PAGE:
Anyone who follows oil (or at least tosses it a side glance from time to time) knows that it has been stuck in a tight range for 2-3 months now. Following the “laws” of price action, expansion gives way to congestion and congestion gives way to expansion…eventually.
The energy sector has not followed suit though, since oil topped out in the first week of January, the sector has been pulling back steadily and has been pretty much the only sector to do so. I use the daily 100MA as a central trend and accumulation/distribution measure on my charts. It serves as a measure of trend of the next higher timeframe which would be a 20wk MA on the weekly chart. It’s easy to see that it is a decent measure of the long-term trend.
Support and resistance levels can tend to “pop” a bit more on higher timeframes as well. Notice some of the clear (to the penny sometimes) tests of S/R levels. Below is how I am seeing the major support levels without getting lost in the miniscule timeframes. From this view, it’s easy to see the last week of January and first week of February were tests of the 20wk MA. Then it broke and failed again the next week and now this past week has tested and failed again to get above its 20wk MA. This, along with the persistent downtrend on the daily chart is some evidence that a lower support level is on about to be tested.
Looking at the daily chart, XLE was trading inside a narrowing wedge from July through November 2016 before it broke out to the upside and completed a channel. It ended that move with a channel overthrow (a quick and sharp breakout that quickly gives back its gains). This kind of move often ends a channel’s primary trend for a while.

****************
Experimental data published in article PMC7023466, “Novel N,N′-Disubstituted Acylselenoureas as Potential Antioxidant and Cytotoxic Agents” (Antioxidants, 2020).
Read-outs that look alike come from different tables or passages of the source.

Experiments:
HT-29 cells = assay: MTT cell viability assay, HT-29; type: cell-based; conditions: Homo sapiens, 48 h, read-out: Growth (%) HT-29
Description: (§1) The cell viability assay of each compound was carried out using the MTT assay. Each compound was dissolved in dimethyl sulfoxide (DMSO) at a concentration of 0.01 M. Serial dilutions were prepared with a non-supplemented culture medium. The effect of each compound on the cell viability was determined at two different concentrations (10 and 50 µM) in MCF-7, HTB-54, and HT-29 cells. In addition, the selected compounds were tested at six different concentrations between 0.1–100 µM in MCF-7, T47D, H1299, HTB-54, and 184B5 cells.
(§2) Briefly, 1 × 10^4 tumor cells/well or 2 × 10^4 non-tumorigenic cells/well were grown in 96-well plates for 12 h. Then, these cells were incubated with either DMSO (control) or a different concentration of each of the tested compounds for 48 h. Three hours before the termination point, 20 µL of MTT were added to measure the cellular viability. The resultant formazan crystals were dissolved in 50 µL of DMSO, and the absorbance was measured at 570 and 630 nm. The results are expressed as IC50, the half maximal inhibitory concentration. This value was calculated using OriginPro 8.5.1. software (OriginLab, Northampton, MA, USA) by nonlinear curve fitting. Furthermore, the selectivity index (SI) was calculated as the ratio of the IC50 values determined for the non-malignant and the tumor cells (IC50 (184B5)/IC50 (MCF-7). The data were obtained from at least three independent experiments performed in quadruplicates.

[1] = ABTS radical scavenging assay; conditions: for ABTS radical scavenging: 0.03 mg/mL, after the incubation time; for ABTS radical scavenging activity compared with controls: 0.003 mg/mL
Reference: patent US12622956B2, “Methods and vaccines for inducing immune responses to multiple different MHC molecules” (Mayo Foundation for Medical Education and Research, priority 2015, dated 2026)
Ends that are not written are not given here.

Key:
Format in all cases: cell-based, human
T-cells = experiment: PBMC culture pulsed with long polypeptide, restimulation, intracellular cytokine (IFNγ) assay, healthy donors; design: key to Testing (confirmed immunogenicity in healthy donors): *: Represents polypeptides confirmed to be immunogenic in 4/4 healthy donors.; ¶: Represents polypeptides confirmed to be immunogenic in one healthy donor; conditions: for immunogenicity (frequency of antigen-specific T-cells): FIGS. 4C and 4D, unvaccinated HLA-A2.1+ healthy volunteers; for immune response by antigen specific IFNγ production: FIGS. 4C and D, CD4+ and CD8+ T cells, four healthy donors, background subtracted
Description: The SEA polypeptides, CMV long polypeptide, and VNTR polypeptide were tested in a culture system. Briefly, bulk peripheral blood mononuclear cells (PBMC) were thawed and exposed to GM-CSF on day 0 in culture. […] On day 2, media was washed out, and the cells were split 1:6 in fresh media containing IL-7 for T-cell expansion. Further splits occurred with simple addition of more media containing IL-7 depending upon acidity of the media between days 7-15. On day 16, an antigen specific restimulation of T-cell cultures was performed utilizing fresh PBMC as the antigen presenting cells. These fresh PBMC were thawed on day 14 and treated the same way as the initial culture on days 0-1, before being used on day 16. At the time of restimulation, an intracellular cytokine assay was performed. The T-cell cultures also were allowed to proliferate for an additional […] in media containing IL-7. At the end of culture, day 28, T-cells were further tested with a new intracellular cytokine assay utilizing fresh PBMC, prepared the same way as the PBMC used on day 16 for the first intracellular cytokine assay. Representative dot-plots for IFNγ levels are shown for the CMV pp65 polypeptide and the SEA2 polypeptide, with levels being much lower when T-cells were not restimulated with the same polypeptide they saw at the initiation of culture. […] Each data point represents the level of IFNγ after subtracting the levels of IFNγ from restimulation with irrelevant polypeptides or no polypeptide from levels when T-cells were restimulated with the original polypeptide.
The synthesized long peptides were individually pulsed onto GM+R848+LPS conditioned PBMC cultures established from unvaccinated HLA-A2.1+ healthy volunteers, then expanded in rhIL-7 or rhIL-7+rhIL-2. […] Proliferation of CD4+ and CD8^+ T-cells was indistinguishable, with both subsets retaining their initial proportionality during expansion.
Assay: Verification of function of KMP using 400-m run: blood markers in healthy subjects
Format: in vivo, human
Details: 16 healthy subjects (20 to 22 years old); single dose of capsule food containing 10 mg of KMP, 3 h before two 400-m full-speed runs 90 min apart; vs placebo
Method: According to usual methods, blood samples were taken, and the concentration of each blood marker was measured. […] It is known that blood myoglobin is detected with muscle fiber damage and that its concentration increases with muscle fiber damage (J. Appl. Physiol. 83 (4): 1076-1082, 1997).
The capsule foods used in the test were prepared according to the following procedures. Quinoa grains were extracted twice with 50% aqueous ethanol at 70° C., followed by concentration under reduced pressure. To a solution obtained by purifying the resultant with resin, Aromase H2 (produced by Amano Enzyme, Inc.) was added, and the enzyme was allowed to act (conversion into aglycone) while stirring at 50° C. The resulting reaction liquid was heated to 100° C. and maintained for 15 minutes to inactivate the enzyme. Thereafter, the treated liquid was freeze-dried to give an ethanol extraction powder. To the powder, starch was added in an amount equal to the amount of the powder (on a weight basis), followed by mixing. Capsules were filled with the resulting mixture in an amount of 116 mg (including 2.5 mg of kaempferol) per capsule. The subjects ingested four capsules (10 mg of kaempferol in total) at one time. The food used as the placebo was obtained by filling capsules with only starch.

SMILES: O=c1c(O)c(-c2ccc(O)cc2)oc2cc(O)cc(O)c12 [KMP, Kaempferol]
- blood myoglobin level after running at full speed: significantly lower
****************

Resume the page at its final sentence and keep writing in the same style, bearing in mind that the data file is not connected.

What I notice most about the way XLE has been trading recently is that the other support tests were very brief and bounced significantly each time. Since February began, however, XLE has tested its lower channel line twice. The first barely bounced and stopped dead at its downtrend line. The second break actually broke the channel intraday down to the previously tested early February low (more on that in a minute) before once again rallying and stopping dead at its downtrend line. This is not spelling out eager demand to me. Note also the energy sector Bullish Percent Index declining showing that more and more stocks in the energy sector are going on Point & Figure sell signals (basically lower lows and lower highs).
Periodically, I share the current sector strength rankings I use to identify the strongest and weakest sectors. XLE is persistently hanging on to the lowest strength rank (0 of 14) and has not been participating in the broad market rally and incredible strength we’ve seen since 2017 rolled in. I’ve highlighted the times when the Percentage of stocks above their daily 20MA’s was above 50% in blue (available on stockcharts.com). It tended to coincide with strength and vice versa when below 50%.
Blue dotted = Pcnt > daily 20MA’s, Red Solid = Pcnt > daily 50MA’s, Black = Pcnt > daily 100MA’s, White = Pcnt 6MA’s in uptrends
XLE’s rank weakness is reminiscent for me of IYT throughout October of 2016. It foreshadowed the fantastic run it took after the election along with a number of other sectors very well.
See for yourself how that turned out.
Within that context, let’s take a look at the hourly time period. It has clearly formed a descending triangle (a fancy way of saying lower highs and equal lows). Each time support is hit, it weakens. PPO momentum is just turning negative along with the 10hr moving average. I entered right here on Friday myself with a stop on a closing break of $73 which would break out of the downtrend line. So there is it is, hypothesis, stop and target (although I see potential targets for a decline anywhere between $64 to $66.
If it breaks out instead, that’s great, too, because that opens up a trade up to approximately $80 following the established XLE daily channel. Do you own due diligence, of course, and I wish you all luck.
Have a great week!